Fred Koch, who created an innovative system for refining crude oil, co-founded the company in 1940. His sons Charles and David bought out their brothers in the early 1980s for a mere $1.1 billion, and now own and operate the company.
Koch has never been publicly traded, and really, that’s no black mark. The company has plenty of resources to pull off major acquisitions — and did so this week, snapping up Molex (MOLX), a top components supplier to operators like Apple (AAPL), for $7.2 billion.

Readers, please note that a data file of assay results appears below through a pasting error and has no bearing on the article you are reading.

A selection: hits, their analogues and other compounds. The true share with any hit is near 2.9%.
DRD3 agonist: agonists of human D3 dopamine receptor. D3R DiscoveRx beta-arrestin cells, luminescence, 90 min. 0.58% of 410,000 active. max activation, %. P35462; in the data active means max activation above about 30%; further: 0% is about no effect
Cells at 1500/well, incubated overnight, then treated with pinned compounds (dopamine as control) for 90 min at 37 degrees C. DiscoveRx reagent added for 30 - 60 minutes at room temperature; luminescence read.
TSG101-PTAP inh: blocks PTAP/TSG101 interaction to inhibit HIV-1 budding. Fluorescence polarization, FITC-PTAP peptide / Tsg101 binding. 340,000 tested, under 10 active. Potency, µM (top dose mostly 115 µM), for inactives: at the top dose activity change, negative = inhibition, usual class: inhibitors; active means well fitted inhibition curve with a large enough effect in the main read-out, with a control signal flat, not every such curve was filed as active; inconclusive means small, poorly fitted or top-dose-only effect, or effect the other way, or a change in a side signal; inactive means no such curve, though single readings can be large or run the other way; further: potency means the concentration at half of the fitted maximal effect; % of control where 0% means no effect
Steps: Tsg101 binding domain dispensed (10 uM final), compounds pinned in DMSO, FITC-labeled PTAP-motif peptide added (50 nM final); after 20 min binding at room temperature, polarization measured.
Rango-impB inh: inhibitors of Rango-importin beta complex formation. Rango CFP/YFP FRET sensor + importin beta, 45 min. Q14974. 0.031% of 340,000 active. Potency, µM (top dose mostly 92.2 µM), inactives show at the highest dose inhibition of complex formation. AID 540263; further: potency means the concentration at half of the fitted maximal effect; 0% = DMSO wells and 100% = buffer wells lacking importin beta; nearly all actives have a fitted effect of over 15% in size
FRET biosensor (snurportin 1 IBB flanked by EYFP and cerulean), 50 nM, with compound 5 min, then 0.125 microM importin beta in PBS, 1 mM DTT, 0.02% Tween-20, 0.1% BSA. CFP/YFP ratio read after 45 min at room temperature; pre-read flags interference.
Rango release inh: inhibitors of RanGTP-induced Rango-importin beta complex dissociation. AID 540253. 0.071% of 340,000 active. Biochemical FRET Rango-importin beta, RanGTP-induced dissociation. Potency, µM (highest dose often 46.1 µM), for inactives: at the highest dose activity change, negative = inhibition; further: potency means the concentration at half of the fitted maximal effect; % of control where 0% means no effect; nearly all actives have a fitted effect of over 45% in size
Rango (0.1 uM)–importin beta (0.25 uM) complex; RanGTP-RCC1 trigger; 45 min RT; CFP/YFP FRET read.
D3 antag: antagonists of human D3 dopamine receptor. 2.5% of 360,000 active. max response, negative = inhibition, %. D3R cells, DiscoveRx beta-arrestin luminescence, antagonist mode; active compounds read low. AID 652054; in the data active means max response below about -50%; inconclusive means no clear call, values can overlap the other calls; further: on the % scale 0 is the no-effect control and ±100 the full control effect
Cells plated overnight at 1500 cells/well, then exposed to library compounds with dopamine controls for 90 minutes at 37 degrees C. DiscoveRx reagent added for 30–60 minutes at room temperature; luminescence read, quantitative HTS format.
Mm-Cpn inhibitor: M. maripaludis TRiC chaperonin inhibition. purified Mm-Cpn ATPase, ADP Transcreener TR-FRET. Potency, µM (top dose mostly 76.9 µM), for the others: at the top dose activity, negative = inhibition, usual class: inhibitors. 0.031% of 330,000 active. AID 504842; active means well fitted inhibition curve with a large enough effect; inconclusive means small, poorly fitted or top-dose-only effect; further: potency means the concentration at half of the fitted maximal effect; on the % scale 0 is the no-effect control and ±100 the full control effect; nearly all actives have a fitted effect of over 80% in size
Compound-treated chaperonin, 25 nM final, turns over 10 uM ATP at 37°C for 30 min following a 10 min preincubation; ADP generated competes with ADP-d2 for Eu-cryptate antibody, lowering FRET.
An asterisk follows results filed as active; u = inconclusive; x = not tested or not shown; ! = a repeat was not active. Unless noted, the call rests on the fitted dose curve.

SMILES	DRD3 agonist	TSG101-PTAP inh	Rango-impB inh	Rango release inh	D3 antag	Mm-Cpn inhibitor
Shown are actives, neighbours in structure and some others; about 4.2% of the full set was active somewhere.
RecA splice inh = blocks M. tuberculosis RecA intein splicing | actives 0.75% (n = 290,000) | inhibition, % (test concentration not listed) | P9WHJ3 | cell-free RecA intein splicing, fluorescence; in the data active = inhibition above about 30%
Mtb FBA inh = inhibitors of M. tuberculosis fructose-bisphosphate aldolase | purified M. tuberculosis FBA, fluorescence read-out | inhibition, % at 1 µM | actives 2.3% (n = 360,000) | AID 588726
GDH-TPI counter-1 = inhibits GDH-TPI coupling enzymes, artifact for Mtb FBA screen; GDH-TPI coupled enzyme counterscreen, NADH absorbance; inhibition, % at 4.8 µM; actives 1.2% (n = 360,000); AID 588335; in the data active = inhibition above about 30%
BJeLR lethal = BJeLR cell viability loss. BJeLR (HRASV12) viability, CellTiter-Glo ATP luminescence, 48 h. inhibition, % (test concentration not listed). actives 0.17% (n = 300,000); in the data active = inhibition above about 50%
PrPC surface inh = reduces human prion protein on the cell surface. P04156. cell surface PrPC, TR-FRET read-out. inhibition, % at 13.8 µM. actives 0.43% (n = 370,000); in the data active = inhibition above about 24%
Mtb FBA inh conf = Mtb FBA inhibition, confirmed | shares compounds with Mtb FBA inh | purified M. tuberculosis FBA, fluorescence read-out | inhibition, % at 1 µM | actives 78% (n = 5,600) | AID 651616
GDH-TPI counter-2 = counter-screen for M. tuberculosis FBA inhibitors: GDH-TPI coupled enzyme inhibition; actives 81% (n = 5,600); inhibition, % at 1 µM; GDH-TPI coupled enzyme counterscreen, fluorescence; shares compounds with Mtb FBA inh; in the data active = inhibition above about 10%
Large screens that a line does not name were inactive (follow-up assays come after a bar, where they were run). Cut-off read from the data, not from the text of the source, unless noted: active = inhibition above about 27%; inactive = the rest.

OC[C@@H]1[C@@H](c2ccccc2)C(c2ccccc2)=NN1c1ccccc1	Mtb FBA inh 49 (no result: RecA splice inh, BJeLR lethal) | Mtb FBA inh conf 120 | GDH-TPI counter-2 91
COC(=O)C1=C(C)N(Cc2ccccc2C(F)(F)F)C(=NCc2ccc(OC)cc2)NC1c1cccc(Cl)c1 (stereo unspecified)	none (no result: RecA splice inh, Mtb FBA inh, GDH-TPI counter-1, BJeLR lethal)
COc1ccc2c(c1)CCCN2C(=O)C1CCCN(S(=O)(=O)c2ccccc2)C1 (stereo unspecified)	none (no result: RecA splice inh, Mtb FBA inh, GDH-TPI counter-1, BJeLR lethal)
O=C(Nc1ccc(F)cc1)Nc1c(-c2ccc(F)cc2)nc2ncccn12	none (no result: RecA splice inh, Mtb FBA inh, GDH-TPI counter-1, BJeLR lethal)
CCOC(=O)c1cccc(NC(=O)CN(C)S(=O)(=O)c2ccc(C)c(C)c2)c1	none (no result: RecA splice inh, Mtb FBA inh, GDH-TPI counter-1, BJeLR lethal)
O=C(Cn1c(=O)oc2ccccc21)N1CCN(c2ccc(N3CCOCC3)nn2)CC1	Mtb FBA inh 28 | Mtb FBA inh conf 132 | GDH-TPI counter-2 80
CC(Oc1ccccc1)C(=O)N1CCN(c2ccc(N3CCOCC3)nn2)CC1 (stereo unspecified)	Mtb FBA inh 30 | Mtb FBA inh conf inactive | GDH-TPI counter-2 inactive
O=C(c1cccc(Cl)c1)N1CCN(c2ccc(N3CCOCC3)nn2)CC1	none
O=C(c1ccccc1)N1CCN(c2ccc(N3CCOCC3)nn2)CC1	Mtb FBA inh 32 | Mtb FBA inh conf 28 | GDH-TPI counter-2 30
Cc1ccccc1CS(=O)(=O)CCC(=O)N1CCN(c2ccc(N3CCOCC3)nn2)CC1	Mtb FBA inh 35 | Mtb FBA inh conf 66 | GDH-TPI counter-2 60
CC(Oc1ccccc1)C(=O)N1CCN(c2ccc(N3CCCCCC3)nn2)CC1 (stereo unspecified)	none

In fact, Charles Koch is no fan of public markets. In a Bloomberg article, he said quarterly earnings were “pernicious.” Instead, he thinks being private allows his companies to focus on investments that produce sustainable gains.
So far, so good.
Tom Taulli runs the InvestorPlace blog IPO Playbook. He is also the author of High-Profit IPO Strategies, All About Commodities and All About Short Selling. Follow him on Twitter at @ttaulli. As of this writing, he did not hold a position in any of the aforementioned securities.